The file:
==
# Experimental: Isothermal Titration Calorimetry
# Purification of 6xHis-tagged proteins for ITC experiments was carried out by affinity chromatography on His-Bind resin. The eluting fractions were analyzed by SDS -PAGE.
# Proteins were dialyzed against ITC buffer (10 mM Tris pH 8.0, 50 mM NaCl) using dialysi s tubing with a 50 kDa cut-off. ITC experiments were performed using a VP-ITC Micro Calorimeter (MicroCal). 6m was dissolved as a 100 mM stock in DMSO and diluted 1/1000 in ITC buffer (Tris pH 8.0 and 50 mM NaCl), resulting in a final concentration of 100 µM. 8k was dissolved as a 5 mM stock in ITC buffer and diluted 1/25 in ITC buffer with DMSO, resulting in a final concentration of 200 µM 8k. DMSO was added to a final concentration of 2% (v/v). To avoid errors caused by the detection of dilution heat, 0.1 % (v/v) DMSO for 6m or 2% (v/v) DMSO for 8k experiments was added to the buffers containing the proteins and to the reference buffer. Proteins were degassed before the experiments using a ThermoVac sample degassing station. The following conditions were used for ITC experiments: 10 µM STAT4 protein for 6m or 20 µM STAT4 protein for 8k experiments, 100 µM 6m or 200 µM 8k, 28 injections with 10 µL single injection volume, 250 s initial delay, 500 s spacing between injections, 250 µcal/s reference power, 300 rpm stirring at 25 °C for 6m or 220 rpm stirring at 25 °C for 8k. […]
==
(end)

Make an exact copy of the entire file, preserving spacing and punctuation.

# Experimental: Isothermal Titration Calorimetry
# Purification of 6xHis-tagged proteins for ITC experiments was carried out by affinity chromatography on His-Bind resin. The eluting fractions were analyzed by SDS -PAGE.
# Proteins were dialyzed against ITC buffer (10 mM Tris pH 8.0, 50 mM NaCl) using dialysi s tubing with a 50 kDa cut-off. ITC experiments were performed using a VP-ITC Micro Calorimeter (MicroCal). 6m was dissolved as a 100 mM stock in DMSO and diluted 1/1000 in ITC buffer (Tris pH 8.0 and 50 mM NaCl), resulting in a final concentration of 100 µM. 8k was dissolved as a 5 mM stock in ITC buffer and diluted 1/25 in ITC buffer with DMSO, resulting in a final concentration of 200 µM 8k. DMSO was added to a final concentration of 2% (v/v). To avoid errors caused by the detection of dilution heat, 0.1 % (v/v) DMSO for 6m or 2% (v/v) DMSO for 8k experiments was added to the buffers containing the proteins and to the reference buffer. Proteins were degassed before the experiments using a ThermoVac sample degassing station. The following conditions were used for ITC experiments: 10 µM STAT4 protein for 6m or 20 µM STAT4 protein for 8k experiments, 100 µM 6m or 200 µM 8k, 28 injections with 10 µL single injection volume, 250 s initial delay, 500 s spacing between injections, 250 µcal/s reference power, 300 rpm stirring at 25 °C for 6m or 220 rpm stirring at 25 °C for 8k. […]